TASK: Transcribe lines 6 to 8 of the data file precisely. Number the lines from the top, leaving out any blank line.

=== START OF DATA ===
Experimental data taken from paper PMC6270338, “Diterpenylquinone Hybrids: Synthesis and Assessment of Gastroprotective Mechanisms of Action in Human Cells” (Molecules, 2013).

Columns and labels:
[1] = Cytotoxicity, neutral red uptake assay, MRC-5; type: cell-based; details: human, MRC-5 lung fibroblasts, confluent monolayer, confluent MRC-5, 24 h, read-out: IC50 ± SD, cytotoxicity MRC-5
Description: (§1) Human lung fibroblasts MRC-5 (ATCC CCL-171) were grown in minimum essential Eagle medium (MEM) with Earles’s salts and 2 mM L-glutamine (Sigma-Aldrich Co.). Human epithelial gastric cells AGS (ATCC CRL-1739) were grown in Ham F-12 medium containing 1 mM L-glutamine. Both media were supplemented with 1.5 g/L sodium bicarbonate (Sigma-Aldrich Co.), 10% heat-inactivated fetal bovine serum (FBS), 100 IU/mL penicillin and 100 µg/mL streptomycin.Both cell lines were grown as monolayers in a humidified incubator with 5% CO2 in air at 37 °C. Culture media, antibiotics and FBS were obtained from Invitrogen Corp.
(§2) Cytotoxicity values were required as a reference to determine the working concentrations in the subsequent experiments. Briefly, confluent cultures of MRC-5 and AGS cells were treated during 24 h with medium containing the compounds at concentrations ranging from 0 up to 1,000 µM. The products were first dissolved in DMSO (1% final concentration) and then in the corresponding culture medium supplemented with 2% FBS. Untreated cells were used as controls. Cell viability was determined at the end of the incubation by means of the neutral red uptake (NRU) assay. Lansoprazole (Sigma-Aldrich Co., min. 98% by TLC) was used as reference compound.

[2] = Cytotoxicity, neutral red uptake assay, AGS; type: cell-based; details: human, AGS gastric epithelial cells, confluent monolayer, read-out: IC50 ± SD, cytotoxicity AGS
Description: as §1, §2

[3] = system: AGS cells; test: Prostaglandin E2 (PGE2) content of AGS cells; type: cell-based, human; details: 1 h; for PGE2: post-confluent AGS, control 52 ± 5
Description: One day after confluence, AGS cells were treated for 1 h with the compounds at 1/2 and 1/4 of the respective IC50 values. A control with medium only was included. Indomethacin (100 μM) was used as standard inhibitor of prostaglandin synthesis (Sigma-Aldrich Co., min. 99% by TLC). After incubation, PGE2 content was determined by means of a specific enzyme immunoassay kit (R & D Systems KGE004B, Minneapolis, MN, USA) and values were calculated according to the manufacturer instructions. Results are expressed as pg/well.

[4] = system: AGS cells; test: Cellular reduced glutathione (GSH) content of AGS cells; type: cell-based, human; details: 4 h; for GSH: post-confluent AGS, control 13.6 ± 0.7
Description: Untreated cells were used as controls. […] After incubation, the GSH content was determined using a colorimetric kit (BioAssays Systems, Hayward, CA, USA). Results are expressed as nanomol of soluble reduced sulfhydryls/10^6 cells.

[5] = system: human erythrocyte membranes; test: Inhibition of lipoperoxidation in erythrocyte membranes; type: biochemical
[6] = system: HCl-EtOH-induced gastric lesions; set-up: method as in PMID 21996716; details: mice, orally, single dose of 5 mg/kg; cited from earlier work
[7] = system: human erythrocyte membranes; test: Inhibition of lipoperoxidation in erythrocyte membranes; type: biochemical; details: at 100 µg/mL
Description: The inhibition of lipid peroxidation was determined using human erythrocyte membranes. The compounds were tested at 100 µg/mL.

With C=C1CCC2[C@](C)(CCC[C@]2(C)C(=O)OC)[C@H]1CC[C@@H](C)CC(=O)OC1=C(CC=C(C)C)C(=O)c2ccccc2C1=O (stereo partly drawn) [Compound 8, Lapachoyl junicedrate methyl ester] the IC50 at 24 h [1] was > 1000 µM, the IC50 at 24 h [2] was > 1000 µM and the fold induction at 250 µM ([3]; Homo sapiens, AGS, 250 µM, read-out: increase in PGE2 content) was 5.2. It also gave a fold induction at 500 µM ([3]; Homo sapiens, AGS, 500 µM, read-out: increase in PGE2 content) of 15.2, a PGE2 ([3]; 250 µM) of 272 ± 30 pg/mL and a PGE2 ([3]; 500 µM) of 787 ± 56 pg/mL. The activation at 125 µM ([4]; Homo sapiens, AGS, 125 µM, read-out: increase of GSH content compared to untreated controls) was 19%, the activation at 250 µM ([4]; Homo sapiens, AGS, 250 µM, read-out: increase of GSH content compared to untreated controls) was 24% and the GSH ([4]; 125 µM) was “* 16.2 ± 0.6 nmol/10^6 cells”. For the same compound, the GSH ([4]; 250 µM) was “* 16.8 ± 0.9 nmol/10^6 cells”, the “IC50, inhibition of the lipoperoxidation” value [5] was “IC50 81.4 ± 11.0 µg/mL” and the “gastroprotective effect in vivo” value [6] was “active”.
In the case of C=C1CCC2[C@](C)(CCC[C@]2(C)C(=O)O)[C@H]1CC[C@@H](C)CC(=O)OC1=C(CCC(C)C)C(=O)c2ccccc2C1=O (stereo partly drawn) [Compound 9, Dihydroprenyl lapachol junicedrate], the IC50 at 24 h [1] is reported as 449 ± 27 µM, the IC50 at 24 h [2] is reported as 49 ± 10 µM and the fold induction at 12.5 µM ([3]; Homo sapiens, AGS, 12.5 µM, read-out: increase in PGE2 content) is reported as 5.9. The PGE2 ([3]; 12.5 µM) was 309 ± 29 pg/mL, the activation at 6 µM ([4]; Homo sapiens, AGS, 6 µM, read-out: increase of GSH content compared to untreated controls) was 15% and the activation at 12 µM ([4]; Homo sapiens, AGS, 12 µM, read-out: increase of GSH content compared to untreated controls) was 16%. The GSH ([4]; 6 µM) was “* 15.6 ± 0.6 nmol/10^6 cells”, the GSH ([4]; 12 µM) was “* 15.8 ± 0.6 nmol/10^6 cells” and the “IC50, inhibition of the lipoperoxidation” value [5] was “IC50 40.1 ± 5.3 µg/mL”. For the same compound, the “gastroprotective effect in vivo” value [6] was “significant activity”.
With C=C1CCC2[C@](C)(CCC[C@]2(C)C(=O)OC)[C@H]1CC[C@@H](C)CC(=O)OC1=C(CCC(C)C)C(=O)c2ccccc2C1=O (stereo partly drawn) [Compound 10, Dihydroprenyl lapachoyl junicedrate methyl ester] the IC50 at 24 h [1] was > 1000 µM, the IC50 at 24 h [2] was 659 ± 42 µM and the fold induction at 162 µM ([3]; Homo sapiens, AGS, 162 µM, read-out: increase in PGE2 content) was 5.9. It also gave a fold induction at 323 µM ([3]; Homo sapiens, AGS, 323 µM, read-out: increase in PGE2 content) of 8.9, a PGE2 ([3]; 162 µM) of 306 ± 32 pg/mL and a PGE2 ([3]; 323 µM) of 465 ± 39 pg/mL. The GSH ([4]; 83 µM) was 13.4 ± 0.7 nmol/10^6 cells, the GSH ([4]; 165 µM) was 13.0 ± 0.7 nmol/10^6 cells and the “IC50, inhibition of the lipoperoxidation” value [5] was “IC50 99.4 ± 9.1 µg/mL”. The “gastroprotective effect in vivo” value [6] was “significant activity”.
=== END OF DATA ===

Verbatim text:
[2] = Cytotoxicity, neutral red uptake assay, AGS; type: cell-based; details: human, AGS gastric epithelial cells, confluent monolayer, read-out: IC50 ± SD, cytotoxicity AGS
Description: as §1, §2

[3] = system: AGS cells; test: Prostaglandin E2 (PGE2) content of AGS cells; type: cell-based, human; details: 1 h; for PGE2: post-confluent AGS, control 52 ± 5